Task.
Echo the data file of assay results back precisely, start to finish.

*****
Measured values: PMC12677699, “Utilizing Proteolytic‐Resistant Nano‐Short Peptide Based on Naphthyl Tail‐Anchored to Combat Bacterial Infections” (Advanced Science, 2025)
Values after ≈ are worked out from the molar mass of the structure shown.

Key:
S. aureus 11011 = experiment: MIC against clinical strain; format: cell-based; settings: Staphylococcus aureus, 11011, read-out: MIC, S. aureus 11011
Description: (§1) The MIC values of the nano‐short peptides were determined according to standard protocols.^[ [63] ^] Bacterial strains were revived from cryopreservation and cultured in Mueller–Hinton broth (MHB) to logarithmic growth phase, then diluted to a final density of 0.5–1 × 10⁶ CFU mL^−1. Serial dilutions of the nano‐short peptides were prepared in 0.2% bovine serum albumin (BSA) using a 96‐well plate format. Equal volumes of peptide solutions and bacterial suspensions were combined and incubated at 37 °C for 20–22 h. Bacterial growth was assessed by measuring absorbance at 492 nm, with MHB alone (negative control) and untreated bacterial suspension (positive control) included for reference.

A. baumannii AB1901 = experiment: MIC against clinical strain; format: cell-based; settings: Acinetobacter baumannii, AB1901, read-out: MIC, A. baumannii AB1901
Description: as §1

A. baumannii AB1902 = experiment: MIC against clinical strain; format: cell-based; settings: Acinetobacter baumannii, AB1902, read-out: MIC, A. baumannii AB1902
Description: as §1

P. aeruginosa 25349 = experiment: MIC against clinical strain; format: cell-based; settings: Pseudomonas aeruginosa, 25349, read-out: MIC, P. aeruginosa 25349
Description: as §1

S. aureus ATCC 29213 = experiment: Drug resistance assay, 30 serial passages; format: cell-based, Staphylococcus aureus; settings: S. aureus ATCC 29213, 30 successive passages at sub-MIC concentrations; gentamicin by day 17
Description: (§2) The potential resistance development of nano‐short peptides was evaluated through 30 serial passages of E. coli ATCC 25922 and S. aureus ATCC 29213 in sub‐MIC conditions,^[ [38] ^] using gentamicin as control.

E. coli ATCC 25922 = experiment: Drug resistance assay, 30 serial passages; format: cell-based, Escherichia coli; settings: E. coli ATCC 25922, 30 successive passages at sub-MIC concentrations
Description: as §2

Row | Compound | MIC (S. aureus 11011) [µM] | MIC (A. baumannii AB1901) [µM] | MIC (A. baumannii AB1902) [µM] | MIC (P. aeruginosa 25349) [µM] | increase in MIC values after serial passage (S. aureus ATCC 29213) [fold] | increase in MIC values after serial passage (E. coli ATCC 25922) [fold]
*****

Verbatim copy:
Measured values: PMC12677699, “Utilizing Proteolytic‐Resistant Nano‐Short Peptide Based on Naphthyl Tail‐Anchored to Combat Bacterial Infections” (Advanced Science, 2025)
Values after ≈ are worked out from the molar mass of the structure shown.

Key:
S. aureus 11011 = experiment: MIC against clinical strain; format: cell-based; settings: Staphylococcus aureus, 11011, read-out: MIC, S. aureus 11011
Description: (§1) The MIC values of the nano‐short peptides were determined according to standard protocols.^[ [63] ^] Bacterial strains were revived from cryopreservation and cultured in Mueller–Hinton broth (MHB) to logarithmic growth phase, then diluted to a final density of 0.5–1 × 10⁶ CFU mL^−1. Serial dilutions of the nano‐short peptides were prepared in 0.2% bovine serum albumin (BSA) using a 96‐well plate format. Equal volumes of peptide solutions and bacterial suspensions were combined and incubated at 37 °C for 20–22 h. Bacterial growth was assessed by measuring absorbance at 492 nm, with MHB alone (negative control) and untreated bacterial suspension (positive control) included for reference.

A. baumannii AB1901 = experiment: MIC against clinical strain; format: cell-based; settings: Acinetobacter baumannii, AB1901, read-out: MIC, A. baumannii AB1901
Description: as §1

A. baumannii AB1902 = experiment: MIC against clinical strain; format: cell-based; settings: Acinetobacter baumannii, AB1902, read-out: MIC, A. baumannii AB1902
Description: as §1

P. aeruginosa 25349 = experiment: MIC against clinical strain; format: cell-based; settings: Pseudomonas aeruginosa, 25349, read-out: MIC, P. aeruginosa 25349
Description: as §1

S. aureus ATCC 29213 = experiment: Drug resistance assay, 30 serial passages; format: cell-based, Staphylococcus aureus; settings: S. aureus ATCC 29213, 30 successive passages at sub-MIC concentrations; gentamicin by day 17
Description: (§2) The potential resistance development of nano‐short peptides was evaluated through 30 serial passages of E. coli ATCC 25922 and S. aureus ATCC 29213 in sub‐MIC conditions,^[ [38] ^] using gentamicin as control.

E. coli ATCC 25922 = experiment: Drug resistance assay, 30 serial passages; format: cell-based, Escherichia coli; settings: E. coli ATCC 25922, 30 successive passages at sub-MIC concentrations
Description: as §2

Row | Compound | MIC (S. aureus 11011) [µM] | MIC (A. baumannii AB1901) [µM] | MIC (A. baumannii AB1902) [µM] | MIC (P. aeruginosa 25349) [µM] | increase in MIC values after serial passage (S. aureus ATCC 29213) [fold] | increase in MIC values after serial passage (E. coli ATCC 25922) [fold]